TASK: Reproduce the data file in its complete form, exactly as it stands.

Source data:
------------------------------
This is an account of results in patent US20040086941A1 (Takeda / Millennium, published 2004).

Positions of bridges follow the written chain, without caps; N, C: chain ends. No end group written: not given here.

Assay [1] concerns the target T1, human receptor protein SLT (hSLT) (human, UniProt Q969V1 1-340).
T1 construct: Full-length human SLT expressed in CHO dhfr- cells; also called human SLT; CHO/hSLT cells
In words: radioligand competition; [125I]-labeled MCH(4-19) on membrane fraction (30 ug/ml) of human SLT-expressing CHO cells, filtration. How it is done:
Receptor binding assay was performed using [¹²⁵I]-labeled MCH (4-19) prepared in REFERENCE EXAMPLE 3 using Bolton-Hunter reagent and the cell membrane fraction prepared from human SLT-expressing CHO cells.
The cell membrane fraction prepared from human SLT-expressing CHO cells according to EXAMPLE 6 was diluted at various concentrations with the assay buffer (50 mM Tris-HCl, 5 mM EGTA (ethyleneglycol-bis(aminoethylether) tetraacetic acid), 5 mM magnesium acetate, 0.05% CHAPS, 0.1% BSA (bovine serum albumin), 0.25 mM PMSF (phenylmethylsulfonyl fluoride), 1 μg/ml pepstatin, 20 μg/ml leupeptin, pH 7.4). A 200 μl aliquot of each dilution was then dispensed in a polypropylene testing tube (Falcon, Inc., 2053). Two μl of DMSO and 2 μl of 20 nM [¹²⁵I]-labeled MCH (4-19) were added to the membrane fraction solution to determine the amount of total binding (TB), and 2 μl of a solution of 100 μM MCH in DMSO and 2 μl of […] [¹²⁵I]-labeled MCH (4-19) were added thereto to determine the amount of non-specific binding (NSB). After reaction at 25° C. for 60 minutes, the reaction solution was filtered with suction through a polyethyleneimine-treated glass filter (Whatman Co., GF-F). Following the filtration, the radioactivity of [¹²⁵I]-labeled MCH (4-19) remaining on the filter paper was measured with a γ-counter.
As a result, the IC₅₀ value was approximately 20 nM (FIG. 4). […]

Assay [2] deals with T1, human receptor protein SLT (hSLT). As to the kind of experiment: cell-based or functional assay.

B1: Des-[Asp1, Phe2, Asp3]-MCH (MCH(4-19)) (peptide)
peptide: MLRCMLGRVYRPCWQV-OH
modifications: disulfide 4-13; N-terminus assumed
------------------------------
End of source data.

This is an account of results in patent US20040086941A1 (Takeda / Millennium, published 2004).

Positions of bridges follow the written chain, without caps; N, C: chain ends. No end group written: not given here.

Assay [1] concerns the target T1, human receptor protein SLT (hSLT) (human, UniProt Q969V1 1-340).
T1 construct: Full-length human SLT expressed in CHO dhfr- cells; also called human SLT; CHO/hSLT cells
In words: radioligand competition; [125I]-labeled MCH(4-19) on membrane fraction (30 ug/ml) of human SLT-expressing CHO cells, filtration. How it is done:
Receptor binding assay was performed using [¹²⁵I]-labeled MCH (4-19) prepared in REFERENCE EXAMPLE 3 using Bolton-Hunter reagent and the cell membrane fraction prepared from human SLT-expressing CHO cells.
The cell membrane fraction prepared from human SLT-expressing CHO cells according to EXAMPLE 6 was diluted at various concentrations with the assay buffer (50 mM Tris-HCl, 5 mM EGTA (ethyleneglycol-bis(aminoethylether) tetraacetic acid), 5 mM magnesium acetate, 0.05% CHAPS, 0.1% BSA (bovine serum albumin), 0.25 mM PMSF (phenylmethylsulfonyl fluoride), 1 μg/ml pepstatin, 20 μg/ml leupeptin, pH 7.4). A 200 μl aliquot of each dilution was then dispensed in a polypropylene testing tube (Falcon, Inc., 2053). Two μl of DMSO and 2 μl of 20 nM [¹²⁵I]-labeled MCH (4-19) were added to the membrane fraction solution to determine the amount of total binding (TB), and 2 μl of a solution of 100 μM MCH in DMSO and 2 μl of […] [¹²⁵I]-labeled MCH (4-19) were added thereto to determine the amount of non-specific binding (NSB). After reaction at 25° C. for 60 minutes, the reaction solution was filtered with suction through a polyethyleneimine-treated glass filter (Whatman Co., GF-F). Following the filtration, the radioactivity of [¹²⁵I]-labeled MCH (4-19) remaining on the filter paper was measured with a γ-counter.
As a result, the IC₅₀ value was approximately 20 nM (FIG. 4). […]

Assay [2] deals with T1, human receptor protein SLT (hSLT). As to the kind of experiment: cell-based or functional assay.

B1: Des-[Asp1, Phe2, Asp3]-MCH (MCH(4-19)) (peptide)
peptide: MLRCMLGRVYRPCWQV-OH
modifications: disulfide 4-13; N-terminus assumed